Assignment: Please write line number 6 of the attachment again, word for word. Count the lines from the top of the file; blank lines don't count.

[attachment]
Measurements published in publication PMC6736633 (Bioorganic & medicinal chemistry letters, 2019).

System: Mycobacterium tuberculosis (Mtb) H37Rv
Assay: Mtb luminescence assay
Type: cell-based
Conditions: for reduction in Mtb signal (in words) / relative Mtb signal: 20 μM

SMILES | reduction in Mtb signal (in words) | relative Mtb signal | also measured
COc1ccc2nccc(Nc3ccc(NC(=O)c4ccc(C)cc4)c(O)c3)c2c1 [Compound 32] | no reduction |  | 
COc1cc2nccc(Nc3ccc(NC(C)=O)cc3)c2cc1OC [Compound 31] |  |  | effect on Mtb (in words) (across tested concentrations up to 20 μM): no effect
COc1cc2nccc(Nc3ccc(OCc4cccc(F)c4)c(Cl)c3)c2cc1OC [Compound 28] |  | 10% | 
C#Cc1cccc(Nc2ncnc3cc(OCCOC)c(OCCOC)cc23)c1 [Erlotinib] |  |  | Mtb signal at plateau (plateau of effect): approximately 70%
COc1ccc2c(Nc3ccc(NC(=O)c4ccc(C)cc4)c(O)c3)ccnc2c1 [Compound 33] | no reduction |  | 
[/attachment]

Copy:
SMILES | reduction in Mtb signal (in words) | relative Mtb signal | also measured